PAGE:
Tracing its origins back to 1819, Piccadilly Circus was created by John Nash as a link between Regent Street and the shopping district of Piccadilly. The term “circus” refers to the roundabout around which the traffic circulates. The road Piccadilly has been around since the 1700s and gets its name from a type of collar called “piccadill”.
The square is most recognisable from the extensive advertising displays, similar to the Times Square in New York, which have been an essential part of the square since the early 20th century. The curve of lit-up screens showcases adverts 24/7, making it one of London’s most photographed spots. The displays were combined into one huge high-resolution display in 2017.
In the centre of Piccadilly Circus stands the Shaftesbury Memorial Fountain, an iconic Anteros statue. It was erected in 1893 in honour of Lord Shaftesbury, a philanthropist known for his charitable works. One of the roads from Piccadilly Circus is Shaftesbury Avenue, known for its many theatres.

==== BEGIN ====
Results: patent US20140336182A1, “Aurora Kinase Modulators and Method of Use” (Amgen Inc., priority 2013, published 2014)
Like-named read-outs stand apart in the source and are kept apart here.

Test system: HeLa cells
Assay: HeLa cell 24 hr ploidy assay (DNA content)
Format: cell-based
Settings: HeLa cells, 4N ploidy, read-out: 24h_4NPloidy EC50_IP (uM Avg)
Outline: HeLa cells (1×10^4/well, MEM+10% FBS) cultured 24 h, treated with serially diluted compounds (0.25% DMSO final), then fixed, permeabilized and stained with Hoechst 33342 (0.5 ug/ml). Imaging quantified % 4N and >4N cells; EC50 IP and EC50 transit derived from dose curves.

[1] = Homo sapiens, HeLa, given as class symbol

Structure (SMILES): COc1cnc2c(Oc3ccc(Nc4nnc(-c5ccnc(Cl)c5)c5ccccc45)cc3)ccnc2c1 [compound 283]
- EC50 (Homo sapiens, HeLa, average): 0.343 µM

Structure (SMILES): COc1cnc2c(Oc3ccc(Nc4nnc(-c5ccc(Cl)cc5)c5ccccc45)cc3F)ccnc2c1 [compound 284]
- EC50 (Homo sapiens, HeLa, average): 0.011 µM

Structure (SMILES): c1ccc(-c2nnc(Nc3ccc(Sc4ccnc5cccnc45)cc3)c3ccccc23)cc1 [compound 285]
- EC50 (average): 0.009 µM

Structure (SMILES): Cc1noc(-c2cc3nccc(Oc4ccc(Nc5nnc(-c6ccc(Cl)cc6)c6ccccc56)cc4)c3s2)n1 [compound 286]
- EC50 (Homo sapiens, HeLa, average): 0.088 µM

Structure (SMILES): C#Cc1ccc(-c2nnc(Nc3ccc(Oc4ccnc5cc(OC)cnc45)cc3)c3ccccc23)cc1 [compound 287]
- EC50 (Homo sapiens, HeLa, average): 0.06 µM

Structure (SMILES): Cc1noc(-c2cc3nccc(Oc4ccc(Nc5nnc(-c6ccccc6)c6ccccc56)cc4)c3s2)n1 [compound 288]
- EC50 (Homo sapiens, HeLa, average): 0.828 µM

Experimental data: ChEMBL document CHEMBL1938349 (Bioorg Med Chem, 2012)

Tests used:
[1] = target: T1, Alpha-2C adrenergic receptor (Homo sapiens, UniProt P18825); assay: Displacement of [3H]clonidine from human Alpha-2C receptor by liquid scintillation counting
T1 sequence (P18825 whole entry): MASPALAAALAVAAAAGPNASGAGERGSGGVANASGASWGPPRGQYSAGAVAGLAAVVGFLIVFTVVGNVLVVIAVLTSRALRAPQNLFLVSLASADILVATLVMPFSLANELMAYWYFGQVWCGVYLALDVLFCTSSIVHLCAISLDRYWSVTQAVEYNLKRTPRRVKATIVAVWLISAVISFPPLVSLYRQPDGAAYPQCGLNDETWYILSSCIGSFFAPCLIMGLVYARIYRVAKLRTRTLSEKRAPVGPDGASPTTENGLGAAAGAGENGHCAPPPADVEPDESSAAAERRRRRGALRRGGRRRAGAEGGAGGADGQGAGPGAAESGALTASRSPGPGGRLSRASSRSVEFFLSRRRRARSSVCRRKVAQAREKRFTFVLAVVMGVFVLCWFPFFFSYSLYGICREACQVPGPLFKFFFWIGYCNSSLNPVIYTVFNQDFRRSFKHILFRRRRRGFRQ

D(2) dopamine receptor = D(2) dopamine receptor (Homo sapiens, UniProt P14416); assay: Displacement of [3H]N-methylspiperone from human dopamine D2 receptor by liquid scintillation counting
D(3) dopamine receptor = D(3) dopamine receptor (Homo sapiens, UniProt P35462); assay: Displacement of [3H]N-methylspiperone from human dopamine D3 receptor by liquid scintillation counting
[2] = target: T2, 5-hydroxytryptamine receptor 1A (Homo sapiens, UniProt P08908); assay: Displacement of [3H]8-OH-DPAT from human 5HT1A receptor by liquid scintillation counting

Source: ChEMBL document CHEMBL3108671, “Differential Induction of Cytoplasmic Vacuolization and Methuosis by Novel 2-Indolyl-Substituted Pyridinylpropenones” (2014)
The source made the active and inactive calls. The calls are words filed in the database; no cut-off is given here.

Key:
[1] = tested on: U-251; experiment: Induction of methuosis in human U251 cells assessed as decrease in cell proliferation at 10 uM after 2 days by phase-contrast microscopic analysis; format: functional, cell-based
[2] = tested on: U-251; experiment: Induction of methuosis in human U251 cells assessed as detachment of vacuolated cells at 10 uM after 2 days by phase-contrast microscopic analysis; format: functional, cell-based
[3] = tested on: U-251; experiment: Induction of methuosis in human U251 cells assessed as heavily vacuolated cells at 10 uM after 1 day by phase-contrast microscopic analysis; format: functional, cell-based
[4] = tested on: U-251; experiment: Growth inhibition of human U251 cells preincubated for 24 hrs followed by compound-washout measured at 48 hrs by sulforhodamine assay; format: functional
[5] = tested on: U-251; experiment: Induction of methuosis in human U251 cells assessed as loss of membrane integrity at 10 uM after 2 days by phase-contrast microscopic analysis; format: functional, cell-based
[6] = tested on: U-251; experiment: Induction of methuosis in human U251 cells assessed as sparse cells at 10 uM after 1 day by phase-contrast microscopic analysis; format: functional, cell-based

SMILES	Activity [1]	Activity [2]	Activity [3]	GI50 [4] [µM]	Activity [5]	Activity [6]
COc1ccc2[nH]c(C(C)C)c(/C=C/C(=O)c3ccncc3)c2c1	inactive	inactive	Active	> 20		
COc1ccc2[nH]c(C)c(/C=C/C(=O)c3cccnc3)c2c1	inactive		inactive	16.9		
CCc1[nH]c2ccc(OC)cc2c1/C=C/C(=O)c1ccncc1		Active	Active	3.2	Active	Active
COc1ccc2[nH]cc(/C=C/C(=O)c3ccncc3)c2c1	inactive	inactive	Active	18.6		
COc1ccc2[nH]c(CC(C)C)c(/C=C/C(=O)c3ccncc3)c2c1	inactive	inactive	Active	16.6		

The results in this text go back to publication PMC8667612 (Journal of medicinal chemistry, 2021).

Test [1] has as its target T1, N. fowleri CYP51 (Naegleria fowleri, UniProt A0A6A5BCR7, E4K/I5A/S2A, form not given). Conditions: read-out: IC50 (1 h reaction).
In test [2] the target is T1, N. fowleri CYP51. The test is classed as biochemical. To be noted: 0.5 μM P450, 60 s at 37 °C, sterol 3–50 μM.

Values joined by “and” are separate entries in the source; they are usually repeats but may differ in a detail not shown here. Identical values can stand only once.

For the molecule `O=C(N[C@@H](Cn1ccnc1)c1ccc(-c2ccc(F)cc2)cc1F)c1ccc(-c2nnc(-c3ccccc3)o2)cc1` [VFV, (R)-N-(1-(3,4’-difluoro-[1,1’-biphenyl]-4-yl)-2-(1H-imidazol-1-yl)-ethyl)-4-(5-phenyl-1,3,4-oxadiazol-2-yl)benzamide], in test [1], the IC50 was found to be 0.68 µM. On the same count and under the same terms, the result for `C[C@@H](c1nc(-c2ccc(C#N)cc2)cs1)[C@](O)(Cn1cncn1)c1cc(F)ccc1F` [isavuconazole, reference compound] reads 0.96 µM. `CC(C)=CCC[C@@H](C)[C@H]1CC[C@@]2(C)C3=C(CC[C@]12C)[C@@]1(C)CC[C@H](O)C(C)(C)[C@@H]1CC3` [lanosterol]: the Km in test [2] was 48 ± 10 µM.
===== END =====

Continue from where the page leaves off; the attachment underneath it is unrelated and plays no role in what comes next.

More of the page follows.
The roundabout is surrounded by gorgeous buildings and connected to Regent’s Street, Leicester Square, and Piccadilly. Regent Street is famous for its curved layout and flagship stores and is a shopping haven for those who love luxury and high-street brands.
Leicester Square is just a short walk away and is the epicentre of London’s entertainment district, home to cinemas, theatres, and nightclubs. This is where movie premiers with the cast are held.
As the whole of West End, Soho is known for its diverse and vibrant nightlife, dining, drinking, and live entertainment.
Why Visit Piccadilly Circus?
Piccadilly Circus is more than just a busy junction; it symbolises London’s dynamic and rich history. Whether you’re capturing the ever-changing ads, admiring the architecture, or using it as a starting point to explore neighbouring areas, there’s no denying its charm. It is one of the busiest places in London, so be prepared for crowds.